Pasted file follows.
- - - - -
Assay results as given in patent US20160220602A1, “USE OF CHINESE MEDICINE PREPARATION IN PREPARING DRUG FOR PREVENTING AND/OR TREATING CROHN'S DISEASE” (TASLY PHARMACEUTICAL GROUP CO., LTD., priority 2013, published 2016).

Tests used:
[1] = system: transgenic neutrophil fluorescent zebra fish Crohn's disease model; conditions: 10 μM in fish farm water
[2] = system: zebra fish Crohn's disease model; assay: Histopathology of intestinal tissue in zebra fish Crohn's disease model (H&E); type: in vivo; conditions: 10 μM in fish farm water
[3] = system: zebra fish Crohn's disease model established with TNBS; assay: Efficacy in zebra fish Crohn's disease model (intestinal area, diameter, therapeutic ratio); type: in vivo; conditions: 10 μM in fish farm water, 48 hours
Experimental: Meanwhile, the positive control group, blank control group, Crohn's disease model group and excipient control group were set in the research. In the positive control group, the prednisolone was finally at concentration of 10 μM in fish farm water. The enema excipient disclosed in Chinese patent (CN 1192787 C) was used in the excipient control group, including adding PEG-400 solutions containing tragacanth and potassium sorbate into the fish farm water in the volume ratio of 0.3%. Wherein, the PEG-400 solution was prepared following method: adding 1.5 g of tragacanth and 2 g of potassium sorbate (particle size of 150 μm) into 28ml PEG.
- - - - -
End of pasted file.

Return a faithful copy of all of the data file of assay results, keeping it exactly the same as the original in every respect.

Assay results as given in patent US20160220602A1, “USE OF CHINESE MEDICINE PREPARATION IN PREPARING DRUG FOR PREVENTING AND/OR TREATING CROHN'S DISEASE” (TASLY PHARMACEUTICAL GROUP CO., LTD., priority 2013, published 2016).

Tests used:
[1] = system: transgenic neutrophil fluorescent zebra fish Crohn's disease model; conditions: 10 μM in fish farm water
[2] = system: zebra fish Crohn's disease model; assay: Histopathology of intestinal tissue in zebra fish Crohn's disease model (H&E); type: in vivo; conditions: 10 μM in fish farm water
[3] = system: zebra fish Crohn's disease model established with TNBS; assay: Efficacy in zebra fish Crohn's disease model (intestinal area, diameter, therapeutic ratio); type: in vivo; conditions: 10 μM in fish farm water, 48 hours
Experimental: Meanwhile, the positive control group, blank control group, Crohn's disease model group and excipient control group were set in the research. In the positive control group, the prednisolone was finally at concentration of 10 μM in fish farm water. The enema excipient disclosed in Chinese patent (CN 1192787 C) was used in the excipient control group, including adding PEG-400 solutions containing tragacanth and potassium sorbate into the fish farm water in the volume ratio of 0.3%. Wherein, the PEG-400 solution was prepared following method: adding 1.5 g of tragacanth and 2 g of potassium sorbate (particle size of 150 μm) into 28ml PEG.